Thursday, March 02, 2006

Hollywood Reality, Hollywood Gloss

Yeah, yeah, the whole world is anxiously awaiting Sunday's Oscar bash, or the day-before antipodal Independent Spirit Awards, but if you really want to learn about what's going on in Hollywood, skip the glossy, front-page of the daily paper, and take a look back in the Business Section of today's LA Times:

For 18 years, Mark Karen has worked behind the camera, carefully framing shots on movies and television shows from "Titanic" to "Star Trek: Voyager."

But the 45-year-old Los Angeles resident sees a bleak picture of his own future.

The reason: a proposed contract change that for the first time would remove a requirement that camera operators like Karen be used on feature films. Instead, the new contract would allow directors of photography, commonly known as "DPs," to operate cameras on features and episodic television shows.

The seemingly innocuous concession — contained in a draft contract for Hollywood's so-called below-the-line workers — has roiled the ranks of camera operators, who have worked hand in glove with DPs since the days of talkies."

It means I'm going to be out of a career," Karen predicted.

Wednesday, March 01, 2006

What the?....

Some mornings - most mornings in fact - are horribly quotidian: Same breakfast foods, same coffee, same egotisitical nut asking you for your morning paper, then complaining when you refuse (see previous post).

And then, occassionally, out of the blue, you open the paper and are given the wake-up call. That happened today when I read this:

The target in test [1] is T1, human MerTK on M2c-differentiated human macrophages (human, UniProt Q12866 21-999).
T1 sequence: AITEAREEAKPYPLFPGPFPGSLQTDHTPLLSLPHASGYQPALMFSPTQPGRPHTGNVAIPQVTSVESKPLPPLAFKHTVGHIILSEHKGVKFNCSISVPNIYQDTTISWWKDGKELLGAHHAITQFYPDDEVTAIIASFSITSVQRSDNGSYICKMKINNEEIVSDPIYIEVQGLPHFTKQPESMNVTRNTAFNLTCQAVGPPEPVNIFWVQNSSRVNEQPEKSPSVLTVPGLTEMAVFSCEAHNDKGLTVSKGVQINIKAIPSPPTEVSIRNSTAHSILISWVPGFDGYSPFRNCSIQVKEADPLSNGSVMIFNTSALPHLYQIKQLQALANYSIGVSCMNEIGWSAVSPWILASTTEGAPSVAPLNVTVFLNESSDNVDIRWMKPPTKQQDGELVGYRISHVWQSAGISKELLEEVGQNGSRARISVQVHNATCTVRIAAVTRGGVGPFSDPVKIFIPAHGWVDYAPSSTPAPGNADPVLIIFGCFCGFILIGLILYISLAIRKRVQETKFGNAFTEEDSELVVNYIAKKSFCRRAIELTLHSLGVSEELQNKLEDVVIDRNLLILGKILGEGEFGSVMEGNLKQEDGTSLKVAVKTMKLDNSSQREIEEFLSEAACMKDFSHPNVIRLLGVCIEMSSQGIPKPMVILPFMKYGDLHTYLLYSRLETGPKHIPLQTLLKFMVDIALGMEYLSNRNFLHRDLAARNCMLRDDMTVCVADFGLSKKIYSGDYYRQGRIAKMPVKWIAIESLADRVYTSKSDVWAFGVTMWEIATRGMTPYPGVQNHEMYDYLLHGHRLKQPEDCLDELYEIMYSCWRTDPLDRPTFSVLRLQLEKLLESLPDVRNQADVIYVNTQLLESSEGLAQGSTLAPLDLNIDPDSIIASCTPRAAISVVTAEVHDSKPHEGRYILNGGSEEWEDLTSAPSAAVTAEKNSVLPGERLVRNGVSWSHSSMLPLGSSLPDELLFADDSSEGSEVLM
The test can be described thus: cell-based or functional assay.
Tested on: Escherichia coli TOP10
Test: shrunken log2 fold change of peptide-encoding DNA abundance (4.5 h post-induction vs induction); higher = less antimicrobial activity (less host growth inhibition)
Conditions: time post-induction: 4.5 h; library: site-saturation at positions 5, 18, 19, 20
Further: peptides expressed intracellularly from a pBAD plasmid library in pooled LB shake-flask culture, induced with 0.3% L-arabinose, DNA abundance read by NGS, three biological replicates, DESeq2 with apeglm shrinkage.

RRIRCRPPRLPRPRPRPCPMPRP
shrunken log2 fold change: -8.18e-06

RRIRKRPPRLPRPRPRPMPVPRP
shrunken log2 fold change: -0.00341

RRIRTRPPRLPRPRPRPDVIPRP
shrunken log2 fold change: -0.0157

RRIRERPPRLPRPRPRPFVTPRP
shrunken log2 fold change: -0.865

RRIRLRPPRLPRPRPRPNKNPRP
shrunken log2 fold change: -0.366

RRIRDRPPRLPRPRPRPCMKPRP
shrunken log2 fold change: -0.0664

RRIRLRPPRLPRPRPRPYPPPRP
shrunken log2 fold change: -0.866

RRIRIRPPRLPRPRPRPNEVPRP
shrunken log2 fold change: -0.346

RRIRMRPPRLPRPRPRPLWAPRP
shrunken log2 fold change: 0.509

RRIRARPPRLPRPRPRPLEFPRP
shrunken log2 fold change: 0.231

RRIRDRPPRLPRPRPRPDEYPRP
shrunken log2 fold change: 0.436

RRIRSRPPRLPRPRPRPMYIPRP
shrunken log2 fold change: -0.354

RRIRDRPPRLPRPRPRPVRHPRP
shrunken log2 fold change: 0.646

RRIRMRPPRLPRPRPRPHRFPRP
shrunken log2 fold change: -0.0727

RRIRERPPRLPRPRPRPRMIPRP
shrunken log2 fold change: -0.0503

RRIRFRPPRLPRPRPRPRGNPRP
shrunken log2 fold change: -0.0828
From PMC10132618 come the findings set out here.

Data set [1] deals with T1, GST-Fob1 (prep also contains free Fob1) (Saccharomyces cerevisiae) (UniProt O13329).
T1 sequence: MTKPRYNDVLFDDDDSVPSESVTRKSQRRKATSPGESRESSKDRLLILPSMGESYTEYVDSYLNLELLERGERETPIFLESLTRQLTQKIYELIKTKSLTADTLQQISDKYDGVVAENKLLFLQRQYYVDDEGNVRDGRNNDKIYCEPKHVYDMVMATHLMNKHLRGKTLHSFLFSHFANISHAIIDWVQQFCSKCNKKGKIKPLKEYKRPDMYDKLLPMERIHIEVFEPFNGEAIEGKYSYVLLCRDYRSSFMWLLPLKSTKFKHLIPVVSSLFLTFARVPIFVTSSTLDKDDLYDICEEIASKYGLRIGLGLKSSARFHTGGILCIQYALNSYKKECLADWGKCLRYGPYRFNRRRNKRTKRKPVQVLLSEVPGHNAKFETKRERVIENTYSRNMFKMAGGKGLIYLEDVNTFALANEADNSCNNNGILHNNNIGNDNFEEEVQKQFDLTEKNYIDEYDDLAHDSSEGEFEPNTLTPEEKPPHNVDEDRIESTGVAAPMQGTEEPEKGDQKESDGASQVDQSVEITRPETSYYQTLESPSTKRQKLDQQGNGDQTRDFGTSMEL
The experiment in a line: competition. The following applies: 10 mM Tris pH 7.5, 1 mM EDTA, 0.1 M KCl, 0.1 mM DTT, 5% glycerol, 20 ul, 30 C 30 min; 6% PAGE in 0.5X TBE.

A False Note to the New Year in Pasadena

A lawsuit contends that school officials tried to cover up importing musicians to march in the city district's band in the 2006 Rose Parade.

By Bob Pool, Times Staff WriterMarch 1, 2006

Did a group of ringers secretly ring in the new year at Pasadena's 2006 Rose Parade?

The answer is yes. But that hasn't resolved a lawsuit over whether officials at the Pasadena Unified School District tried to cover up what they did.

And then this:

Amid growing criticism, the executive producer of KTLA-TV's "Morning News" defended the show's decision last week to accept free accommodations in exchange for broadcasting its morning program from the newly renovated Ritz-Carlton Huntington Hotel & Spa in Pasadena.

And finally, this item:

A Chinese dissident facing felony charges that could have led to his deportation pleaded no contest to a misdemeanor and was released Tuesday, a Los Angeles County official said.

Zhang Hongbao, the leader of a Chinese spiritual group with an estimated following of 30 million, had been accused of five felony counts related to the alleged beating of his housekeeper in his Pasadena home in 2003.

So much for the boring news from a little city in the foothills of the San Gabriel Valley.